Beyond payments, business operators engaged in financial transactions agents or intermediary businesses are also currently classified according to the category-based legislation. For instance, bank agents and digital settlement agents, both of which are intermediaries between banks and customers, are regulated by the Banking Act, financial instruments intermediaries, which intermediate between securities firms (registered as financial instruments business operators) and customers, are regulated by the Financial Instruments Exchange Act and insurance agents and insurance brokers, intermediaries between insurance companies and customers, are regulated by the Insurance Business Act. If a business operator plans to provide intermediary services across these financial products to financial institutions and/or retail customers, they need to register with the authorities designated in each law under the current legislation.

Furthermore, under the existing legal system, a bank agent, financial instruments intermediary or insurance agent belongs to a specific bank, securities firm or insurance company. In practice, this means that an agent that plans to provide intermediary services for several financial institutions will be supervised by all of these financial institutions, which could be cumbersome for the agent.

In this way, again, category-based legislation may pose an obstacle to the entry of new business operators. Therefore, the government will seek a new legal framework for cross-sectoral financial services intermediary businesses to enable the horizontal provision of services across payments, financing, asset management and insurance risk transfer. The aim is to encourage the provision of highly convenient "one-stop shop" services using smart phones, for instance, that meet the needs of individual users, make it easier for the users to choose financial services that suit their circumstances and boosting competition in the quality of financial services. The basic approach to this task is expected to be published by the end of this year.

In this way, the government is working to establish a cross-sectoral legal system based on functions, in which the same rules apply to businesses with the same functions and risks, instead of the existing category-based financial and commercial legislation. The Growth Strategy concluded that this approach will promote innovation by attracting new business operators into the market and stimulating competition among various services as well as boosting the quality of financial services. Further, the planned reform could make it easier for overseas fintech firms, as well as domestic enterprises, to enter the financial services industry in Japan.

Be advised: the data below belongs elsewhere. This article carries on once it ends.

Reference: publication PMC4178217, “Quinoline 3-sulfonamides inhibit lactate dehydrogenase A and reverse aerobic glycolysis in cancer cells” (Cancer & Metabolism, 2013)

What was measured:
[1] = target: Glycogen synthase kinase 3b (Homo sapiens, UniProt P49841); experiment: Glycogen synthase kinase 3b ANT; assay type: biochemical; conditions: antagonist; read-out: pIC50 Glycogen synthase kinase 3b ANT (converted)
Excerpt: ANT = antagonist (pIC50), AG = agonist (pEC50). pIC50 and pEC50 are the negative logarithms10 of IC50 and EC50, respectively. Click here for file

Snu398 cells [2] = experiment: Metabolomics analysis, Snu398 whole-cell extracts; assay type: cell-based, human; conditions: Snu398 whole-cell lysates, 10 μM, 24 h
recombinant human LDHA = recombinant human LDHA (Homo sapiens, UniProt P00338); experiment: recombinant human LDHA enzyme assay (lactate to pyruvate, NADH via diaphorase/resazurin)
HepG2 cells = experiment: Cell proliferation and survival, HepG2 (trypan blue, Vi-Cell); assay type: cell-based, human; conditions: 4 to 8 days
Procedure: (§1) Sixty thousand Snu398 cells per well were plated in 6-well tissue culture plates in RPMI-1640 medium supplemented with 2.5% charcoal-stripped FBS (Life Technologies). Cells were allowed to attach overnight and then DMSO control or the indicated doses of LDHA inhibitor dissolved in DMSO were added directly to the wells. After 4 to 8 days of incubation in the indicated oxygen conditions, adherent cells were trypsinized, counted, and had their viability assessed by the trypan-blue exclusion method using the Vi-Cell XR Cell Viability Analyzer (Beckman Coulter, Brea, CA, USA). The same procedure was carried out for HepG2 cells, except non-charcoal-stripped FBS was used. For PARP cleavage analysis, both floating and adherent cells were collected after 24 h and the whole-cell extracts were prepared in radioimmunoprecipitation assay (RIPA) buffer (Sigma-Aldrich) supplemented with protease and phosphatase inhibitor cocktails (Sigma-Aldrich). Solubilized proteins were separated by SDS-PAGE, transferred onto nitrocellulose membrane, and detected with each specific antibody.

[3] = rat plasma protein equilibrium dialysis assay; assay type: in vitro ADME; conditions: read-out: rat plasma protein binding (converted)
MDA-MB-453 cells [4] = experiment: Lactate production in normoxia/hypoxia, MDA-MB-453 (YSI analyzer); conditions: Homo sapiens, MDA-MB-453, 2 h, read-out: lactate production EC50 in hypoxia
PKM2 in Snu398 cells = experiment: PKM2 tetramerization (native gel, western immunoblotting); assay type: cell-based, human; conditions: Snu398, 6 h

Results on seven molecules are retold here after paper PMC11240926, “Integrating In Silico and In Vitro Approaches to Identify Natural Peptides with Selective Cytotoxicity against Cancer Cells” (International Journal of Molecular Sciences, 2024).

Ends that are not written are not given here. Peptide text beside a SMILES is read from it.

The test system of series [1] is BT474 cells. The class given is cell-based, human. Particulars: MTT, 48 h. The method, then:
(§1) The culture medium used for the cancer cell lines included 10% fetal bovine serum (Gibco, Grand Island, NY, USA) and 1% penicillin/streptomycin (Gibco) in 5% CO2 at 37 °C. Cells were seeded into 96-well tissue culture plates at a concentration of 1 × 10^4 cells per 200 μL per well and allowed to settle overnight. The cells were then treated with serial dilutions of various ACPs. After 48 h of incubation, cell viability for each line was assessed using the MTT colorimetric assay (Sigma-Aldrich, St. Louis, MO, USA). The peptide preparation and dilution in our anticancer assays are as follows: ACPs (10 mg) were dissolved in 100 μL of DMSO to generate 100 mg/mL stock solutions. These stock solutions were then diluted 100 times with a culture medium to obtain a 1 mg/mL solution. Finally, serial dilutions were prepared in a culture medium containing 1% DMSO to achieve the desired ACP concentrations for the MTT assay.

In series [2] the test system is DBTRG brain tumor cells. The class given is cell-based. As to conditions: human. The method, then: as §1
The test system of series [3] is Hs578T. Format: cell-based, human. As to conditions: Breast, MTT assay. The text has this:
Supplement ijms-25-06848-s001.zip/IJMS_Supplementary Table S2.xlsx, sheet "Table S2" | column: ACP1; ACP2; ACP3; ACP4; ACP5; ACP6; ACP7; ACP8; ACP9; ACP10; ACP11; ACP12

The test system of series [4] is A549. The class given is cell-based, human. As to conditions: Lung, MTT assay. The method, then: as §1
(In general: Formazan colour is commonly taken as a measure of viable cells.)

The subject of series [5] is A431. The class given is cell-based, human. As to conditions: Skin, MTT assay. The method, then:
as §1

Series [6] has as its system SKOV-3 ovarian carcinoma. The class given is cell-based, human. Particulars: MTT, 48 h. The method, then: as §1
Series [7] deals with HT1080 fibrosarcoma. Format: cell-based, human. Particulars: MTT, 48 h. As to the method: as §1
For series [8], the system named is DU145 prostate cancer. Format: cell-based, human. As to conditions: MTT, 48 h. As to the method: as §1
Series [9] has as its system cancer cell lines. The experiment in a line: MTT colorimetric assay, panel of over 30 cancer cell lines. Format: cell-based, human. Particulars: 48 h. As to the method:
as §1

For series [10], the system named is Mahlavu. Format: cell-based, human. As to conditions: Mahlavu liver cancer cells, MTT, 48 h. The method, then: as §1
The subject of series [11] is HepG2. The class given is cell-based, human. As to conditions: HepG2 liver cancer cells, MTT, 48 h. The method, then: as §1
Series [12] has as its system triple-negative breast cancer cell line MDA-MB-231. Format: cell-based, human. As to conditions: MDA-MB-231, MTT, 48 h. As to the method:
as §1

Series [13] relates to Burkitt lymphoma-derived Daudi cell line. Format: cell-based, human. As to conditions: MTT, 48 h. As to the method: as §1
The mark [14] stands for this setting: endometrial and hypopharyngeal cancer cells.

About the author



Yuri Suzuki

Senior partner, Atsumi & Sakai

Tokyo, Japan

T: +81 3 5501 1184

E: yuri.suzuki@aplaw.jp

W: www.aplaw.jp/en/lawyers/yuri-suzuki

Yuri Suzuki, a partner of Atsumi & Sakai, heads the firm's fintech team and is a member of the secretariat of the Fintech Association Japan. She has substantial experience in fintech, including payments, lending, invoice trading, wealth management, crowd funding, cryptoassets, insurtech and regtech. She also serves as a legal advisor to the Japan Blockchain Association and to the MUFG Digital Accelerator Program as well as being a supporter of the Tokyo Metropolitan Government Accelerator Programs.

She is an auditor of The Organization of Global Financial City Tokyo (branded as FinCity.Tokyo), which is the newly established promotional body founded by the Tokyo Metropolitan Government in conjunction with private business, including major financial institutions, in order to promote and to continuously upgrade Tokyo's financial ecosystem.